Top 4 ways an EHR can drive evidence-based practice

Evidence-based practice has become essential in the medical field. Now, more than ever, practicing on a hunch simply doesn’t cut it. Evidence-based practice allows you to prove that what you do in your clinic actually works. And, because many insurers require proof prior to claim reimbursement, it can also mean a better bottom line.

Practicing evidence-based care doesn’t have to be cumbersome, and you can use your EHR to accomplish this goal. Here are four ways an EHR can help you achieve evidence-based practice in your clinic, all without sacrificing your focus on patient care.

[See also: EHR adoption rises at solo and two-physician practices.]

1. Digitally document for the bigger picture
Digitally documenting all your patients’ valuable data in one place means you have a clear, holistic picture of treatment results and successes. EHR systems allow you to ensure documentation is consistent, but it’s only as good as the consistency of the practitioners. EHRs are not just a dumping ground for data, but a tool to be used to improve practice. This is especially crucial for multi-practitioner clinics looking to adopt common methodologies and run a tight administrative ship. Achieving consistency in digital documentation means that practitioners have deeper, more accurate visibility into each patient’s treatment history. Instead of relying on multiple paper records, practitioners can rely on full, factual records to tell the whole patient story and thus make better treatment decisions. Expansive digital documentation reduces the possibility of miscommunication with insurers and other practitioners.

2. Validate via proof
What and how much insurance companies are willing to cover is often a muddled, gray area practitioners must navigate warily. Because regulations vary by insurer, it’s imperative that practitioners maintain consistent records with enough detail to substantiate treatments they administer to patients. While some insurance companies are willing to cover or reimburse certain procedures and remedies, many are requiring more and more proof that these courses of action are essential and not merely elective or experimental. Similar to a court of law, insurance providers want to see proof. And proof must come in the form of carefully gathered records showing — and not just telling — precisely why a patient needs to proceed with the recommended options, also known as medical necessity. Through an EHR, the evidence is presented in an organized and compelling manner to insurance companies, which results in a heightened chance of approval for coverage. In a time when healthcare reimbursements are shrinking and frugality is the name of the game, any action that can lead to more reimbursements is critical.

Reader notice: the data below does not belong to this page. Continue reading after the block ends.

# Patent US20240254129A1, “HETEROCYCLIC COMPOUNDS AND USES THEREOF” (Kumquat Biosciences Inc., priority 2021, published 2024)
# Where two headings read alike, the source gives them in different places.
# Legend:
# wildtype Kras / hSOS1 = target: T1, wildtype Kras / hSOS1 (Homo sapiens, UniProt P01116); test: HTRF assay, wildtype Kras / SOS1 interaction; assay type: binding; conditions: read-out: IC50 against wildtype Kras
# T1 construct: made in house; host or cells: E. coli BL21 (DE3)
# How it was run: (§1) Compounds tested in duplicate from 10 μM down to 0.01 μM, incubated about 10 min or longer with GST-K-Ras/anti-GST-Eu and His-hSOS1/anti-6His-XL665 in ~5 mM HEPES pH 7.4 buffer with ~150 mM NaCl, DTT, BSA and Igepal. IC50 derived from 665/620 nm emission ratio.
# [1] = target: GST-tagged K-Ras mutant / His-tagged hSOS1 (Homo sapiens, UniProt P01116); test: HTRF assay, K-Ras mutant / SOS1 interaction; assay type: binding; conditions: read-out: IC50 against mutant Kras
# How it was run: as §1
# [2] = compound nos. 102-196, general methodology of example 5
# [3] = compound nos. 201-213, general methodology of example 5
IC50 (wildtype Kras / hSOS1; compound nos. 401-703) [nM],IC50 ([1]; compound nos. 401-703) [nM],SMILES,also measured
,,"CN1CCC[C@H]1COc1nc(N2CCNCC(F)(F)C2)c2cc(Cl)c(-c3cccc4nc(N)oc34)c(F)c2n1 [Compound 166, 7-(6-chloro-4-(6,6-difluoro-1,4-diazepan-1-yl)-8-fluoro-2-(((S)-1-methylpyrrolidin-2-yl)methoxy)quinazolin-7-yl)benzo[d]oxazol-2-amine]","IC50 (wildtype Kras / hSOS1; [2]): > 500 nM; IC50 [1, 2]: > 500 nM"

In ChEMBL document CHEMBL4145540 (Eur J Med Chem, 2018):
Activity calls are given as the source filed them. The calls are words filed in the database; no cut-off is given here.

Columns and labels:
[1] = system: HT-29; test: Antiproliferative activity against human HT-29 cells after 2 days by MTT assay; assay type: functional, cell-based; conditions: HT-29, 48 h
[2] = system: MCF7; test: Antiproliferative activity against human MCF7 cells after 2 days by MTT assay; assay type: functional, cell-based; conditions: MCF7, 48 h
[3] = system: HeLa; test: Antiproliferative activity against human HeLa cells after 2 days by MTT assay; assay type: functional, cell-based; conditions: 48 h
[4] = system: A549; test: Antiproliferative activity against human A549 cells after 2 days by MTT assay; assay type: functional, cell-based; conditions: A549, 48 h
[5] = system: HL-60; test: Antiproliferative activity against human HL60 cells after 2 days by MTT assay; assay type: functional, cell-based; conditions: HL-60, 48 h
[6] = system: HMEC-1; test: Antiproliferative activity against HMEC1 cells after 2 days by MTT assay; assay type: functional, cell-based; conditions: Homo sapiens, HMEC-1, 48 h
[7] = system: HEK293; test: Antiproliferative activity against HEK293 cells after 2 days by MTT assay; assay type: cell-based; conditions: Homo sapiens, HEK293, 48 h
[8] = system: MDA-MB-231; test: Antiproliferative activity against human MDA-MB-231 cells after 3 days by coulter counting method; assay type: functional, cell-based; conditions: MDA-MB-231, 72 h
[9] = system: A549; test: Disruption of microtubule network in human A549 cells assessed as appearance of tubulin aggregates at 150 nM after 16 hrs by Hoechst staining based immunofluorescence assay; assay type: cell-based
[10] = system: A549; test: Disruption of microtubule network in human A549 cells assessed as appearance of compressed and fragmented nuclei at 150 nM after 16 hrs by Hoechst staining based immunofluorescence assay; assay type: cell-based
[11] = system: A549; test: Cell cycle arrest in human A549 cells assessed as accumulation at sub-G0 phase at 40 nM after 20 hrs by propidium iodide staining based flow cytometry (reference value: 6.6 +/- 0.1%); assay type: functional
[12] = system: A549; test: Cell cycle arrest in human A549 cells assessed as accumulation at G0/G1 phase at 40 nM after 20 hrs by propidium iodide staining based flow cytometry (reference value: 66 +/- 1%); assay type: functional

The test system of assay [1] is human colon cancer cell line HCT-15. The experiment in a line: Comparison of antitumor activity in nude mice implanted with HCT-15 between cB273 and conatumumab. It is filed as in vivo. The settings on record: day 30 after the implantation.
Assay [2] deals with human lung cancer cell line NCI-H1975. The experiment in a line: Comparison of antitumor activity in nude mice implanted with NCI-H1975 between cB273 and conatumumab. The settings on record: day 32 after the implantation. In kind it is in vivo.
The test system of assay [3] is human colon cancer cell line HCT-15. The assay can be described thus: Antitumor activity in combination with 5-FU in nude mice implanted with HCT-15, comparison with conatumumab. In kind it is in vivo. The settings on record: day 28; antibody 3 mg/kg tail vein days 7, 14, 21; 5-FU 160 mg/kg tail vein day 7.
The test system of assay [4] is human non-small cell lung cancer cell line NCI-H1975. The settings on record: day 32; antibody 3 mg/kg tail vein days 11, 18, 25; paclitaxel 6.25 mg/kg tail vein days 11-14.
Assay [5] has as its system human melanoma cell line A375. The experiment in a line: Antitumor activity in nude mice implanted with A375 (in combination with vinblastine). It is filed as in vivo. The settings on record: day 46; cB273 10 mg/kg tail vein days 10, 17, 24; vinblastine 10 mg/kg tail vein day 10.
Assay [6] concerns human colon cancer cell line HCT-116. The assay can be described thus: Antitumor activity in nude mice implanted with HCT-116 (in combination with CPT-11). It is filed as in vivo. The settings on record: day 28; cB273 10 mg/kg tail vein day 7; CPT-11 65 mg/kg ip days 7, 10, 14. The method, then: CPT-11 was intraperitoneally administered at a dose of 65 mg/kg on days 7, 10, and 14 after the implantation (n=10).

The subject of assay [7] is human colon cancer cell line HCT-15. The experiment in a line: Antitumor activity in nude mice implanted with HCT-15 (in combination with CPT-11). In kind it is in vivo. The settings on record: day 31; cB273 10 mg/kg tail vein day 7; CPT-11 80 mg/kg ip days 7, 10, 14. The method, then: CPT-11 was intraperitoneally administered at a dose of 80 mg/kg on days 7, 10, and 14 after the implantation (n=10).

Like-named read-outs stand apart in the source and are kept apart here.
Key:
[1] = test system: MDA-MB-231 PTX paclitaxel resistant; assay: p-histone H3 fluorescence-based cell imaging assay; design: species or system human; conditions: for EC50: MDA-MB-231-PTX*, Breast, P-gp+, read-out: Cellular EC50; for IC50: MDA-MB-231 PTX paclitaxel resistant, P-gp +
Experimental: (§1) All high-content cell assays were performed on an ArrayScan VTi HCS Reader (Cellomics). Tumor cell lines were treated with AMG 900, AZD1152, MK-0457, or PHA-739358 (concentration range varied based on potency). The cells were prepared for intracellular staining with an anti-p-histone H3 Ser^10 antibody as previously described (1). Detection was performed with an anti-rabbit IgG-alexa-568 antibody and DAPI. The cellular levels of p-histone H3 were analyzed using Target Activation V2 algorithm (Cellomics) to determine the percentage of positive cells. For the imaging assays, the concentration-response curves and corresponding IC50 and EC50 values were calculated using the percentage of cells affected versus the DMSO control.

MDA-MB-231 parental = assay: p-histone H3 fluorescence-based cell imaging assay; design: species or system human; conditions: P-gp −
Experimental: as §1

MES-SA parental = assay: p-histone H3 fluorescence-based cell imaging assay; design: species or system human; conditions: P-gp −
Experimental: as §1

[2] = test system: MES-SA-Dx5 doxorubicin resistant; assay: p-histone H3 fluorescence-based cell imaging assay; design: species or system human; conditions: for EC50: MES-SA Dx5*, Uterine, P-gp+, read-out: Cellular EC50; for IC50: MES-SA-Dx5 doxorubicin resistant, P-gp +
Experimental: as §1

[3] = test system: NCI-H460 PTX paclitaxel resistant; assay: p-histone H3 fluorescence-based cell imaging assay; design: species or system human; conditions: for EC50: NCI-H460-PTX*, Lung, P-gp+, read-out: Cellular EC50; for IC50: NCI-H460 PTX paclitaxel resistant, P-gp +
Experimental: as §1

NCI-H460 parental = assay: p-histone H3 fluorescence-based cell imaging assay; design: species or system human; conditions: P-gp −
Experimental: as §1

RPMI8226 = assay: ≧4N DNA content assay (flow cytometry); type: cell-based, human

3. Improve treatment
An evidence-based practice is the perfect foundation for determining which methodologies really work and collecting the aforementioned proof to act as confirmation. Through use of an EHR, you are better equipped to track variables, outcomes and treatment plans — both current and future. All of these measurements offer further insight into which methods serve your patients best, thus allowing you to better achieve evidence-based practice.

The EHR can also help clinics identify trends in treatment results. If your clinic prescribes the same treatment for every patient presenting a shoulder injury, for example, you will soon (depending on your patient caseload) have enough data to determine through substantial facts whether or not that treatment is a success or a failure. Clearer visibility into this collection of data and progress of the patient gives practitioners the tools they need to deliver the highest level of patient care. As an added bonus, the time practitioners save using an EHR for their documentation translates into increased time they can spend with patients.

4. Share and collaborate
Once you’ve identified the treatment plans or practice tools you’ve found to be successful, share them. It’s no longer necessary to go through a lengthy journal submission process to get the word out in a credible way about the progress you’ve made so other practitioners can benefit as well. In fact, you can just take your findings to a blog, a 140-character tweet or an online forum. The improved ability to share information and collect data impacts the speed at which research can be completed.  Many EHRs even make it easy to safely and compliantly share data among practitioners involved in a particular patient’s care, so each practitioner can make fully informed decisions on behalf of that patient. Interoperability, the ease of sharing records through EHR, and the speed at which practitioners can achieve this, are positive steps that show the continual improvements within the healthcare industry. No matter the method, it’s important and easier than ever to get your research out there, start a discussion and get evidence-based feedback from your peers.

[See also: EHR systems trending to mesh with physician work habits.]

Ultimately, evidence-based practice is better for the clinic, the practitioner and the patient. And with today’s EHR systems, it’s easier for everyone to get on board and up their game. Where do you stand on evidence-based, scientifically proven practice?

As chief operating officer for WebPT, Heidi Jannenga is responsible for sales, product management and customer support. As a co-founder of the company, she has led the vision for the company's web-based physical therapy software and all aspects of customer engagement. Heidi has been a practicing physical therapist for over 15 years and continues to complete patient care daily in Tempe, Ariz., splitting her time between clinical practice and WebPT. Her PT specialties include extremity post surgical rehabilitation, ACL prevention programs, and sport specific training.